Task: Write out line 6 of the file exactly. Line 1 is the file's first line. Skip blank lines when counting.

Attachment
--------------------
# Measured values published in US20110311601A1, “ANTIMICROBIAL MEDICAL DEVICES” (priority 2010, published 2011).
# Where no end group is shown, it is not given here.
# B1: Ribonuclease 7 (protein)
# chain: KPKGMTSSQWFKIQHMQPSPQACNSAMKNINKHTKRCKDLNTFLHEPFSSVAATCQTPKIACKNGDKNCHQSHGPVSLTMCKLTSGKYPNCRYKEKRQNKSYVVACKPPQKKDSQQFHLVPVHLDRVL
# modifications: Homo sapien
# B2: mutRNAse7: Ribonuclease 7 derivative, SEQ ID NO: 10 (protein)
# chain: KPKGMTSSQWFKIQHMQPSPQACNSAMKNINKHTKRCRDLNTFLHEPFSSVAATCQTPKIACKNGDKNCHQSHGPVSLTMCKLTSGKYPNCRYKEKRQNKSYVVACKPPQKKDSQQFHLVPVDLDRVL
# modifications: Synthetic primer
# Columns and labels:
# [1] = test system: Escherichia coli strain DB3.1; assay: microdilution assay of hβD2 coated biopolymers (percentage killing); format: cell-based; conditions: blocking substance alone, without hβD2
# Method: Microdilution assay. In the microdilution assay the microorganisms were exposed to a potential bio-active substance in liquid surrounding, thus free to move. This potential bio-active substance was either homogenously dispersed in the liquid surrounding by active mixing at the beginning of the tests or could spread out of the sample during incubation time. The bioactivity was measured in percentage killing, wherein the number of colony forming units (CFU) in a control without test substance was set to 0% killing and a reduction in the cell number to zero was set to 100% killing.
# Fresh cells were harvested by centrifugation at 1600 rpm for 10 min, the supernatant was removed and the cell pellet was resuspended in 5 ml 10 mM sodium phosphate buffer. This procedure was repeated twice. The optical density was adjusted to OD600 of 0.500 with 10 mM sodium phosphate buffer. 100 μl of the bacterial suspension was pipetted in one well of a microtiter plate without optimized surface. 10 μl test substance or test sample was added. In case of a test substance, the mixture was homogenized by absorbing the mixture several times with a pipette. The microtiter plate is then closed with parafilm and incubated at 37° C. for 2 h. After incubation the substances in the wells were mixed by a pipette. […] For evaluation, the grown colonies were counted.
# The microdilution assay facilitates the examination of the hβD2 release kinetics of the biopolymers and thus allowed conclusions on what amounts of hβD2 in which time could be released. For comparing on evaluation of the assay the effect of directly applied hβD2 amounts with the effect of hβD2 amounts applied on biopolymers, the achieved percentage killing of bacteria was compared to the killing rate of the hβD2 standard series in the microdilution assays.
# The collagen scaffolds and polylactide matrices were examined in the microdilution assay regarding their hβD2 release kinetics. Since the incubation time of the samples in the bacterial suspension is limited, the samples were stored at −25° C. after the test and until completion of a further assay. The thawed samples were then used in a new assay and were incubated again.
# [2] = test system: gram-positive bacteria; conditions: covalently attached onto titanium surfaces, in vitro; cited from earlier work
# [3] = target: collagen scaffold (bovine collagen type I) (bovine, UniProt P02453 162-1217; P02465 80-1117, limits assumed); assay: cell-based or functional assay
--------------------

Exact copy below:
# B2: mutRNAse7: Ribonuclease 7 derivative, SEQ ID NO: 10 (protein)